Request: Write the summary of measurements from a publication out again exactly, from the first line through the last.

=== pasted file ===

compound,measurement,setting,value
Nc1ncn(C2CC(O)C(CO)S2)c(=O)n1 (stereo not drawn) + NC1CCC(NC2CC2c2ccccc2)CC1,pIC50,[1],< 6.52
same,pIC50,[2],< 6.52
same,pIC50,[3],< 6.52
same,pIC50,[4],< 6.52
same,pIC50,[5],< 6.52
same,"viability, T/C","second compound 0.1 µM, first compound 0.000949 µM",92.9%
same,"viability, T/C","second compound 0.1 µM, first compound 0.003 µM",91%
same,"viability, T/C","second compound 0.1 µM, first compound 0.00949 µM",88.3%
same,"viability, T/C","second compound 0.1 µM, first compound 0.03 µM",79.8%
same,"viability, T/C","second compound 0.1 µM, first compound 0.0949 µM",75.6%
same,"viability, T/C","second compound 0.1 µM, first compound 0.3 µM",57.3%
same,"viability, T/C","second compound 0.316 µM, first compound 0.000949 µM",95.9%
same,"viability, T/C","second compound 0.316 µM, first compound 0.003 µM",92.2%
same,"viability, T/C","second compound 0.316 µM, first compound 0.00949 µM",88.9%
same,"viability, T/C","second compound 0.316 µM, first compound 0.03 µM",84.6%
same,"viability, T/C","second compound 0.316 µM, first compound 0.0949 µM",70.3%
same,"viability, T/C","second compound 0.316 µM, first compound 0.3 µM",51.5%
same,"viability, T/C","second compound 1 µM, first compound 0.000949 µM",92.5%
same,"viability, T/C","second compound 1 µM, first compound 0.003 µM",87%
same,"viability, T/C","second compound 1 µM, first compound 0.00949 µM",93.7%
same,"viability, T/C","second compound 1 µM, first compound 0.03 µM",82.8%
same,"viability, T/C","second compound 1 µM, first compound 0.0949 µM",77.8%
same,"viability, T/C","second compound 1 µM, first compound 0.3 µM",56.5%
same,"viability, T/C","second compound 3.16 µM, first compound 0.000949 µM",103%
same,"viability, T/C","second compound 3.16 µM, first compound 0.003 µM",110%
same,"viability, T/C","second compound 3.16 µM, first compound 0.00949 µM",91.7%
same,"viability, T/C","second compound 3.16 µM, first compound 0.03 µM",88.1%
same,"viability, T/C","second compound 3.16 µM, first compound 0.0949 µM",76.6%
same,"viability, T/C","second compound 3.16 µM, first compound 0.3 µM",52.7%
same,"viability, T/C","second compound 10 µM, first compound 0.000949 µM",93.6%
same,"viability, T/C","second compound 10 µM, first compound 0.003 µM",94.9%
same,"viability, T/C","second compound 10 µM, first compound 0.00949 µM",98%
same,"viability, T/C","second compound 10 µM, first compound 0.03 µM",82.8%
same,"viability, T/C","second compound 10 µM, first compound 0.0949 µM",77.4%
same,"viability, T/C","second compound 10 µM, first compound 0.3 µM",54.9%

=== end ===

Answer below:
compound,measurement,setting,value
Nc1ncn(C2CC(O)C(CO)S2)c(=O)n1 (stereo not drawn) + NC1CCC(NC2CC2c2ccccc2)CC1,pIC50,[1],< 6.52
same,pIC50,[2],< 6.52
same,pIC50,[3],< 6.52
same,pIC50,[4],< 6.52
same,pIC50,[5],< 6.52
same,"viability, T/C","second compound 0.1 µM, first compound 0.000949 µM",92.9%
same,"viability, T/C","second compound 0.1 µM, first compound 0.003 µM",91%
same,"viability, T/C","second compound 0.1 µM, first compound 0.00949 µM",88.3%
same,"viability, T/C","second compound 0.1 µM, first compound 0.03 µM",79.8%
same,"viability, T/C","second compound 0.1 µM, first compound 0.0949 µM",75.6%
same,"viability, T/C","second compound 0.1 µM, first compound 0.3 µM",57.3%
same,"viability, T/C","second compound 0.316 µM, first compound 0.000949 µM",95.9%
same,"viability, T/C","second compound 0.316 µM, first compound 0.003 µM",92.2%
same,"viability, T/C","second compound 0.316 µM, first compound 0.00949 µM",88.9%
same,"viability, T/C","second compound 0.316 µM, first compound 0.03 µM",84.6%
same,"viability, T/C","second compound 0.316 µM, first compound 0.0949 µM",70.3%
same,"viability, T/C","second compound 0.316 µM, first compound 0.3 µM",51.5%
same,"viability, T/C","second compound 1 µM, first compound 0.000949 µM",92.5%
same,"viability, T/C","second compound 1 µM, first compound 0.003 µM",87%
same,"viability, T/C","second compound 1 µM, first compound 0.00949 µM",93.7%
same,"viability, T/C","second compound 1 µM, first compound 0.03 µM",82.8%
same,"viability, T/C","second compound 1 µM, first compound 0.0949 µM",77.8%
same,"viability, T/C","second compound 1 µM, first compound 0.3 µM",56.5%
same,"viability, T/C","second compound 3.16 µM, first compound 0.000949 µM",103%
same,"viability, T/C","second compound 3.16 µM, first compound 0.003 µM",110%
same,"viability, T/C","second compound 3.16 µM, first compound 0.00949 µM",91.7%
same,"viability, T/C","second compound 3.16 µM, first compound 0.03 µM",88.1%
same,"viability, T/C","second compound 3.16 µM, first compound 0.0949 µM",76.6%
same,"viability, T/C","second compound 3.16 µM, first compound 0.3 µM",52.7%
same,"viability, T/C","second compound 10 µM, first compound 0.000949 µM",93.6%
same,"viability, T/C","second compound 10 µM, first compound 0.003 µM",94.9%
same,"viability, T/C","second compound 10 µM, first compound 0.00949 µM",98%
same,"viability, T/C","second compound 10 µM, first compound 0.03 µM",82.8%
same,"viability, T/C","second compound 10 µM, first compound 0.0949 µM",77.4%
same,"viability, T/C","second compound 10 µM, first compound 0.3 µM",54.9%